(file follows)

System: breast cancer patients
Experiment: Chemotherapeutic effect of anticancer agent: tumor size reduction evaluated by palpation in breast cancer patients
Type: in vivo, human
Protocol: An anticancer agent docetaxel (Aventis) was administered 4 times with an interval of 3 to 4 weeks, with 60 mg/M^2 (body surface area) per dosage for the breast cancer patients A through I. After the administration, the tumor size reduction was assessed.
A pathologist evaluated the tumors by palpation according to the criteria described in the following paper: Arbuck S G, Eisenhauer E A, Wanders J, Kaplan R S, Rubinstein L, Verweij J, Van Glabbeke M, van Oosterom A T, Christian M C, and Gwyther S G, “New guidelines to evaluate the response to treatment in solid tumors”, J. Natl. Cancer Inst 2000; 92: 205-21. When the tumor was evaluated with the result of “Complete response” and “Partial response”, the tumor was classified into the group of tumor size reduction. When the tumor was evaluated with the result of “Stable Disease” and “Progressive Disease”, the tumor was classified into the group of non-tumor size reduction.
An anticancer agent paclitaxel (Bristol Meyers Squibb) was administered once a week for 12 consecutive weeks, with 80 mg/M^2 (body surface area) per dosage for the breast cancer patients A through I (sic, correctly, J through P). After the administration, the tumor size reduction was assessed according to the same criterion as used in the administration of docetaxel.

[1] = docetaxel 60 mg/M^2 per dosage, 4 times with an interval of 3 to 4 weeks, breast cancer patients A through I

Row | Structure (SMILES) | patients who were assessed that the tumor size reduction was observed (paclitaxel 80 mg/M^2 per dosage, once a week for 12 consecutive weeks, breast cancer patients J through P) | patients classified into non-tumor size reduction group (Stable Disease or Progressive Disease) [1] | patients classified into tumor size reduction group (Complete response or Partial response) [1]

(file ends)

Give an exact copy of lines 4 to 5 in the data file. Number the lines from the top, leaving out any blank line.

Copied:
Protocol: An anticancer agent docetaxel (Aventis) was administered 4 times with an interval of 3 to 4 weeks, with 60 mg/M^2 (body surface area) per dosage for the breast cancer patients A through I. After the administration, the tumor size reduction was assessed.
A pathologist evaluated the tumors by palpation according to the criteria described in the following paper: Arbuck S G, Eisenhauer E A, Wanders J, Kaplan R S, Rubinstein L, Verweij J, Van Glabbeke M, van Oosterom A T, Christian M C, and Gwyther S G, “New guidelines to evaluate the response to treatment in solid tumors”, J. Natl. Cancer Inst 2000; 92: 205-21. When the tumor was evaluated with the result of “Complete response” and “Partial response”, the tumor was classified into the group of tumor size reduction. When the tumor was evaluated with the result of “Stable Disease” and “Progressive Disease”, the tumor was classified into the group of non-tumor size reduction.